How 5G can benefit the environment

4G already plays a major role in protecting and maintaining our environment, as well as reducing emissions and in turn climate change and its impact. But 5G has the potential to take this even further. Here, Mobile UK explores how 5G can help to protect our environment and reduce our carbon footprint…

Identifying environmental problems early

5G technology can measure and monitor the environment much more quickly and easily than humans and existing technology can. 5G-enabled technology has been used for the timely identification of toxic algae in the ocean, supporting preventative action to take place.

5G connectivity, working in combination with artificial intelligence, has helped to uncover illegal logging in Costa Rican rainforests in real-time, giving rangers a better chance to catch the culprits. 5G-enabled technology has even encouraged pandas to breed by identifying mating calls and replaying them during narrow fertility windows. In short, 5G is helping us to look after the planet, something that we all benefit from.

More environmentally friendly transport

Information on road conditions and traffic flows can be collected by sensors. This information can be seamlessly organised and communicated using 5G, then used to optimise the fuel efficiency of your vehicle and reduce traffic flows and congestion. CO2 emissions will fall – as will the cost of running your car.

5G will also eventually be used as the digital connectivity that underpins driverless cars and trucks, managing vehicle convoys on motorways that minimise energy consumption. Trials of these driverless vehicles are already underway.

A widespread reduction in power consumption

5G-connected devices will allow us to reduce our energy use and emissions, so we have a less negative impact on the environment. Multiple devices will connect to each other, so they know when they’re in use and can powerup or down accordingly. 5G will also allow us to download data in a more efficient way, so we use less energy. Smart energy meters will help to reduce household energy use, and smart transport systems will help us produce fewer emissions when we travel.

Limiting environmental damage from food waste

Some estimates suggest that 30% of food is lost “between farm and fork”. 5G-enabled technology can make the food supply chain more efficient. Sensors and data mean that the use of water, electricity and fertiliser in agriculture can be minimised.

Sensors and data can also mean the remote monitoring of refrigerated shipping containers, addressing power losses and equipment failures as they distribute across the globe. Fundamentally, less food waste means less energy has been wasted in producing it – and less impact on the environment.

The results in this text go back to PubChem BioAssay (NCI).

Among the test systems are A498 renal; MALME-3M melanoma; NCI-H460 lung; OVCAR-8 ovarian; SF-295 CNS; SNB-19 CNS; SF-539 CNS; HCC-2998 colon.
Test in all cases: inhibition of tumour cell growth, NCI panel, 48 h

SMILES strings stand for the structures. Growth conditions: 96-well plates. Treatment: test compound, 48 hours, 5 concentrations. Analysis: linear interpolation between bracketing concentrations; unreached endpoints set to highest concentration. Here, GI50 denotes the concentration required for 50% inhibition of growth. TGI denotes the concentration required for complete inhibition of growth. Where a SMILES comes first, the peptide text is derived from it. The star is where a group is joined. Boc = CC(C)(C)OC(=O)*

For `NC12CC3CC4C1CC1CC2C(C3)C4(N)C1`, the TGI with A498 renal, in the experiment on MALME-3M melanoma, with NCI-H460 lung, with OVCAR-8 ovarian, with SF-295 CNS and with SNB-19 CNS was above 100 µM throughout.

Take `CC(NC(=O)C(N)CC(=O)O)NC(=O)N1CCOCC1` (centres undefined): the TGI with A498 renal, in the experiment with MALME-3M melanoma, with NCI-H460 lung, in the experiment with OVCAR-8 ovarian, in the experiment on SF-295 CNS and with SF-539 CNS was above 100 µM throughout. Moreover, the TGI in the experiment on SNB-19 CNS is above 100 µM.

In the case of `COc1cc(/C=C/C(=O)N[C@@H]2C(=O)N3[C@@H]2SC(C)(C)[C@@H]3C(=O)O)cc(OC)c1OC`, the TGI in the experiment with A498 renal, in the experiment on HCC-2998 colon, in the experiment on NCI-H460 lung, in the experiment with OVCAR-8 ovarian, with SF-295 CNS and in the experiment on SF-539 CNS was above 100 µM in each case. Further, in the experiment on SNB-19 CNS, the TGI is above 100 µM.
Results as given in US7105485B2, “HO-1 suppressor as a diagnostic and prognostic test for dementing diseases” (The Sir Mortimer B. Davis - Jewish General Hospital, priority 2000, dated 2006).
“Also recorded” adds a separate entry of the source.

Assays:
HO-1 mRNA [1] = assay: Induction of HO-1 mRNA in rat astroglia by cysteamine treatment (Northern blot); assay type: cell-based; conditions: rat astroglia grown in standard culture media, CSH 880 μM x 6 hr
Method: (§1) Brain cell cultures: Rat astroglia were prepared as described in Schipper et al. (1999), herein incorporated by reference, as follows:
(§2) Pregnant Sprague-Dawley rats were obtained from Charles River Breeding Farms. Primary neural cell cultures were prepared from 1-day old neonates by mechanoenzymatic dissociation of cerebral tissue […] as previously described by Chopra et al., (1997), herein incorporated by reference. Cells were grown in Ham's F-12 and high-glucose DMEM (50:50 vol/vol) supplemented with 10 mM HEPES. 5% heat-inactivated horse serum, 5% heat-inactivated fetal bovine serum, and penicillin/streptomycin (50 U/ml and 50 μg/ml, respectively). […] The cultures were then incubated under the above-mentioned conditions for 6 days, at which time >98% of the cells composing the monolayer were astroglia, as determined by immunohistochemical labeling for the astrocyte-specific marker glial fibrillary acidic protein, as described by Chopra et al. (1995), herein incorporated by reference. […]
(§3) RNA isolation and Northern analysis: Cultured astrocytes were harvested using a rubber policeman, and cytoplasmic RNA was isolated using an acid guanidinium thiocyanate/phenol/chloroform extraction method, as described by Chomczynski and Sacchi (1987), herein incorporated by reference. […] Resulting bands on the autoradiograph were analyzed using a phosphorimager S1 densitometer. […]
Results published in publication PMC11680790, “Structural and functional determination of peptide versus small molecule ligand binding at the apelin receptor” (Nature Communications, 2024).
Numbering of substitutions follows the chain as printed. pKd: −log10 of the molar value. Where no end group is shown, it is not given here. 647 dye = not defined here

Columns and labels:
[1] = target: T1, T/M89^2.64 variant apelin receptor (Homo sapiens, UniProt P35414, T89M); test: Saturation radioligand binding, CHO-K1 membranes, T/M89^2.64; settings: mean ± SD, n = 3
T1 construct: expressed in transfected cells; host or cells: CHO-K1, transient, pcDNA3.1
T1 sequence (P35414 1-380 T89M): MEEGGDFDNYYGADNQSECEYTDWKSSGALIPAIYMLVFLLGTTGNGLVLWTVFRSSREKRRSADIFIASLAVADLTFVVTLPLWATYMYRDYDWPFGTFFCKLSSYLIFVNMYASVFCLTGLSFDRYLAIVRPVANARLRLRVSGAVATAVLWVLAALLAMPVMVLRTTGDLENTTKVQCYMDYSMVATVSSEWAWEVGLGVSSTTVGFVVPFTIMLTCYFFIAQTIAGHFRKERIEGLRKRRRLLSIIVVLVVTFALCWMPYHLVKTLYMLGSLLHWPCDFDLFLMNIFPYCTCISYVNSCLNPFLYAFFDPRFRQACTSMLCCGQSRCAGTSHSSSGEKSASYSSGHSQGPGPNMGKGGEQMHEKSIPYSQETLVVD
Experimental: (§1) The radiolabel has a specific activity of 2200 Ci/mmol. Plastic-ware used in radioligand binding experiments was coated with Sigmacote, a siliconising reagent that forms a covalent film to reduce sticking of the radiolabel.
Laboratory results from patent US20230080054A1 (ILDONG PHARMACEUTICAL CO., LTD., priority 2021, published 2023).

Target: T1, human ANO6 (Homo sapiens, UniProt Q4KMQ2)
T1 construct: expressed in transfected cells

Detecting leaks and reducing water wastage

Water lost through leaks in the UK’s water network are estimated to equate to three billion litres of wastage daily – that’s the equivalent of 1,268 Olympic swimming pools. But 5G-enabled technology is being used effectively by Vodafone and SES Water to detect and address problems, using specialist devices to spot and alert teams to leaks as they happen.

5G-powered technology can penetrate deeper into the ground and offer wider coverage, alerting SES Water immediately so that it can take action to fix leaks, low pressure or any abnormalities affecting water supplies. The project has already cut leakage by 15% and is laying the foundations to more than halve it by 2045.

Supporting the transition to green energy

5G can reduce CO2 emissions by supporting the transition to green energy. 5G technology can accelerate the move to renewable energy as its low latency (quick-response) connectivity maintains stable and reliable frequency across the grid. For instance, 5G’s advanced real-time technology helps to maintain grid frequency to within 1-2% of 50-60 Hertz mitigating against blackouts and minimising surges and waste. The infrastructure also supports supply and demand peaks and troughs of renewable energy supply, improving its reliability.

Reducing emissions across many industries

5G will act as the facilitator to the reduction of emissions across a wide range of industries, including construction, transport, manufacturing and the energy sector.

5G-powered unmanned aerial vehicles (UAVs), or drones, have been effectively used in Shanghai, China, to cut the carbon footprint of gas pipe inspections. Reducing the need for manual inspection and land vehicles reduced emissions by 49% and the scheme’s success will be replicated widely across the industry due to its effectiveness and low carbon footprint. If 5G-powered UAV pipeline inspections are rolled out globally, the emission reduction will equate to the energy used by everyone in the world charging a smartphone for 100 days.

Find out more about the benefits of 5G by visiting Mobile UK's website

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